Extinction (or replacement) of species by a daughter species plays a key role in the punctuated equilibrium hypothesis of Stephen Jay Gould and Niles Eldredge (1986).

In addition to actual extinction, human attempts to preserve critically endangered species have caused the creation of the conservation status extinct in the wild. Species listed under this status by the World Conservation Union are not known to have any living specimens in the wild and are maintained only in zoos or other artificial environments. Some of these species are functionally extinct. When possible, modern zoological institutions attempt to maintain a viable population for species preservation and possible future reintroduction to the wild through use of carefully planned breeding programs.

In ecology, extinction is often used informally to refer to local extinction, in which a species ceases to exist in the chosen area of study, but still exists elsewhere.

Overview and rate

The history of extinction in "deep time" prior to humans comes from the fossil record. As fossilization is a chance and rare phenomena, it is difficult to gain an accurate picture of the extinction process.

Extinction was not always an established concept. In the early nineteenth century, Georges Cuvier's observations of fossil bones convinced him that they did not originate in extant animals. His work was able to convince many scientists on the reality of extinction.

The rate at which extinctions occurred prior to humans, independent of mass extinctions, is called the "background" or "normal" rate of extinction. A rule of thumb is that one species in every million goes extinct per year (Wilson 1992). A typical species becomes extinct within 10 million years of its first appearance, although some species survive virtually unchanged for hundreds of millions of years.

Just as extinctions reduce biodiversity by removing species form the earth, new species are created by the process of speciation, thus increasing biodiversity. Biodiversity refers to the diversity of species, as well as the variability of communities and ecosystems and the genetic variability within species (CBC 1999). In the past, species diversity recovered from even mass extinction events, although it took millions of years. It is estimated that ten million years or more have been required to attain prior levels of species diversity after a mass extinction event (CBC 1999).

Until recently, it had been universally accepted that the extinction of a species meant the end of its time on Earth. However, recent technological advances have encouraged the hypothesis that through the process of cloning, extinct species may be "brought back to life." Proposed targets for cloning include the mammoth and thylacine (a large carnivorous marsupial native to Australia, known as the Tasmanian Tiger or Tasmanian Wolf). In order for such a program to succeed, a sufficient number of individuals would need to be cloned (in the case of sexually reproducing organisms) to create a viable population size. The cloning of an extinct species has not yet been attempted, due to technological limitations, as well as ethical and philosophical questions.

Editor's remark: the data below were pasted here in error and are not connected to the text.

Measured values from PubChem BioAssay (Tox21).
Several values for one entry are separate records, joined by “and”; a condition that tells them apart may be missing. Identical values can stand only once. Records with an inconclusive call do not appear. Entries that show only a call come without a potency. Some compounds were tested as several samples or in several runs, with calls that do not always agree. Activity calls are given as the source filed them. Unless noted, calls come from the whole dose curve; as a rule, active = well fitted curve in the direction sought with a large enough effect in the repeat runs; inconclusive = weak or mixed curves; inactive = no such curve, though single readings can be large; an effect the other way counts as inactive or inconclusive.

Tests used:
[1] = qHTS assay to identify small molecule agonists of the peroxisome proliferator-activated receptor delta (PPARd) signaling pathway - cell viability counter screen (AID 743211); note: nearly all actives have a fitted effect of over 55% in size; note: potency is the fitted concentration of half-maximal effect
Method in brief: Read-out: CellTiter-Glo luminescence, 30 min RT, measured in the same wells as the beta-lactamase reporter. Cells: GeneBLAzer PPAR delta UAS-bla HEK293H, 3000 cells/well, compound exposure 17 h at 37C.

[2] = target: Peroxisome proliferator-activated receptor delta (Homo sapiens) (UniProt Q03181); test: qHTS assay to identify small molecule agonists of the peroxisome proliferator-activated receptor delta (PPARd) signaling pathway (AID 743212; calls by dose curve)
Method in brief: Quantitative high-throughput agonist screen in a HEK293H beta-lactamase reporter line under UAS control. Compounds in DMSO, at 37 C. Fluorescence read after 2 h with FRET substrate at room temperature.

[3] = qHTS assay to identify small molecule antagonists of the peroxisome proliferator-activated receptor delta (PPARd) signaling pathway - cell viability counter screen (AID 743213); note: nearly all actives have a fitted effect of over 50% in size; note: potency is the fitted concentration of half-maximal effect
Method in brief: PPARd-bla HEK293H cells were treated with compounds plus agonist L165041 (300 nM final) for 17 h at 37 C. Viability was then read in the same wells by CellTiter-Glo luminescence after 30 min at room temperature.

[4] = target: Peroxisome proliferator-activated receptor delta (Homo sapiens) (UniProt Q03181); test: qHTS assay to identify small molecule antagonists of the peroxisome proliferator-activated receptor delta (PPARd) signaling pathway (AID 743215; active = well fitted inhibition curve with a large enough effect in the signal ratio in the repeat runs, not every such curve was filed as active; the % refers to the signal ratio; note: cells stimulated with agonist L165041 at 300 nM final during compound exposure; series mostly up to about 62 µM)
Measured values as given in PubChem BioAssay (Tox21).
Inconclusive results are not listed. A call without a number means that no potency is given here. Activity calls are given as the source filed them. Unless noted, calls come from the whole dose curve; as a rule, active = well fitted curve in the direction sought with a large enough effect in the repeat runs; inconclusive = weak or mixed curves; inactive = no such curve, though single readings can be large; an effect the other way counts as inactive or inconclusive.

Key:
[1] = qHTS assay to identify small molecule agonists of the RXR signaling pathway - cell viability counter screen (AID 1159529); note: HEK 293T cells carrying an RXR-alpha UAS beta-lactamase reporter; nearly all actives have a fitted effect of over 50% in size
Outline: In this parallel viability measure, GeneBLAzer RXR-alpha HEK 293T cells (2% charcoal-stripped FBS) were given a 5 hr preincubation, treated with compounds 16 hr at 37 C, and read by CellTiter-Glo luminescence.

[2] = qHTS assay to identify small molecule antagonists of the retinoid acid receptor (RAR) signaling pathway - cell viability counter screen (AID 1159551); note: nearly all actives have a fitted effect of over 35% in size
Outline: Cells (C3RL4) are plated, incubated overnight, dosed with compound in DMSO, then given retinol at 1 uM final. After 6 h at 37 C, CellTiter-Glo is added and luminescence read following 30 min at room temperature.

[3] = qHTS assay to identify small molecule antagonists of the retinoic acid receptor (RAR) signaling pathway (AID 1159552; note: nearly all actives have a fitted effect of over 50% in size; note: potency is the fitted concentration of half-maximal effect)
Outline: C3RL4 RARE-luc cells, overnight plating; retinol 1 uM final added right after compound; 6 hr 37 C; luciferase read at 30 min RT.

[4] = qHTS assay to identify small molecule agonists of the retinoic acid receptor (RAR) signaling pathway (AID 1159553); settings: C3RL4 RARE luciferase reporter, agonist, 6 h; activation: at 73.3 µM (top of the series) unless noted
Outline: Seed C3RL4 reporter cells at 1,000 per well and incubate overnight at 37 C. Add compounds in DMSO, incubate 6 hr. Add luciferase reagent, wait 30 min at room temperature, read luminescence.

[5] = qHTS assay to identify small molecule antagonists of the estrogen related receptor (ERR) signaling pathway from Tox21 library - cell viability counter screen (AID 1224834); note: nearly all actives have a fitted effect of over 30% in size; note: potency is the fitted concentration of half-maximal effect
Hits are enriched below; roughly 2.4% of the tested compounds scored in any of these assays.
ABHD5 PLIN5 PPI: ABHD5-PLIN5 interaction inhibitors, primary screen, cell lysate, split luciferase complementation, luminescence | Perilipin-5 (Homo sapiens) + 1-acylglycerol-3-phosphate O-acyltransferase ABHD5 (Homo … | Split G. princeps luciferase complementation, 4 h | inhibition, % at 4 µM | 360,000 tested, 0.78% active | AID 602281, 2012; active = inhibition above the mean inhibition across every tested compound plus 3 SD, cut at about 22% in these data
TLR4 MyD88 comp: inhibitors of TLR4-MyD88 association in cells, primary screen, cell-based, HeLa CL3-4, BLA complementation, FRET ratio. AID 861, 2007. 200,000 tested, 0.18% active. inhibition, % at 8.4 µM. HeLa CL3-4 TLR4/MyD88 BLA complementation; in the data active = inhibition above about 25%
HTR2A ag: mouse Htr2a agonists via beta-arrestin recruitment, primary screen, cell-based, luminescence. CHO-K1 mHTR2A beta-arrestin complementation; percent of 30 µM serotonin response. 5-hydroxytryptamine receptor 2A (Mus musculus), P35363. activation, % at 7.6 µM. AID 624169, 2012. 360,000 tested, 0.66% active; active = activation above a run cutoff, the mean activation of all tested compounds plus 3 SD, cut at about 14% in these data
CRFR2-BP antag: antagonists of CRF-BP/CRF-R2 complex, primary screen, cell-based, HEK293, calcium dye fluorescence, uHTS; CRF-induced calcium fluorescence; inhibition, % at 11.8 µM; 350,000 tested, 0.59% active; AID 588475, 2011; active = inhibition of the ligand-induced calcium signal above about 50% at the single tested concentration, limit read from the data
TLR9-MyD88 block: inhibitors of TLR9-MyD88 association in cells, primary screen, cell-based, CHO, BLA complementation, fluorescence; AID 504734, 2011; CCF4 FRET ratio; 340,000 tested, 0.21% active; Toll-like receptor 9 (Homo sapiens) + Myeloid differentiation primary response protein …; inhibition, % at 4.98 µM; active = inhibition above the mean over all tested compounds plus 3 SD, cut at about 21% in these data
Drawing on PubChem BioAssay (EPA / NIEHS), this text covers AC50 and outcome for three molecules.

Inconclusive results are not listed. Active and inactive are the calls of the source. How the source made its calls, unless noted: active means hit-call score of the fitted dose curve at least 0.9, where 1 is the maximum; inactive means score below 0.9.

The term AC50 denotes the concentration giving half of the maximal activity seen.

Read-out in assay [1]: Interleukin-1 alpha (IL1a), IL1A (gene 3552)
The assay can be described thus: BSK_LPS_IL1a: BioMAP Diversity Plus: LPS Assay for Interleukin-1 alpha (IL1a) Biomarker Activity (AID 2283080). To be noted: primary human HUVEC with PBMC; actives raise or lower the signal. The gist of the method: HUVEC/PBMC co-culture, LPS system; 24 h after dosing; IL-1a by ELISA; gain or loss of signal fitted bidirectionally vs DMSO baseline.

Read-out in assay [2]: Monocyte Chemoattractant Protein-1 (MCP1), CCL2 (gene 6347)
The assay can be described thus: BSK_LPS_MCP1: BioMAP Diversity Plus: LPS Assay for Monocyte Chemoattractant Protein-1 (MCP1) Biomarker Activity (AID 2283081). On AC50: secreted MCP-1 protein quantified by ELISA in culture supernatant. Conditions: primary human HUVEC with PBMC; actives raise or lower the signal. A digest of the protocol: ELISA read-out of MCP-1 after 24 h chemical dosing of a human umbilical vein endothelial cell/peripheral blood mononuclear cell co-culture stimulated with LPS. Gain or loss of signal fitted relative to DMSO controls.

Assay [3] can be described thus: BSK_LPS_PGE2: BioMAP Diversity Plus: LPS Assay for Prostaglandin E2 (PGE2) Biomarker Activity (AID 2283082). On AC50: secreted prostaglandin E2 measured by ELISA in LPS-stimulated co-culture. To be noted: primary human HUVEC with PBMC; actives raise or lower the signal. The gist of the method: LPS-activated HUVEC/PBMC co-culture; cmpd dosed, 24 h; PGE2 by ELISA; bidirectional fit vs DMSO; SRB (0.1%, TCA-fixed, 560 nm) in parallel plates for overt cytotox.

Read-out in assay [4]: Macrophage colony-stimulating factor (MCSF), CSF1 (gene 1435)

Causes

There are a variety of causes that can contribute directly or indirectly to the extinction of a species or group of species. In general, species become extinct when are no longer able to survive in changing conditions or against superior competition. Any species that is unable to survive or reproduce in its environment, and unable to move to a new environment where it can do so, dies out and becomes extinct.

Extinction of a species may come suddenly when an otherwise healthy species is wiped out completely, as when toxic pollution renders its entire habitat unlivable; or may occur gradually over thousands or millions of years, such as when a species gradually loses out competition for food to newer, better adapted competitors. It has been estimated that around three species of birds die out every year due to competition.

Genetic and demographic causes

Genetic and demographic phenomena affect the extinction of species. Regarding the possibility of extinction, small populations that represent an entire species are much more vulnerable to these types of effects.

Natural selection acts to propagate beneficial genetic traits and eliminate weaknesses. However, it is sometimes possible for a deleterious mutation to be spread throughout a population through the effect of genetic drift.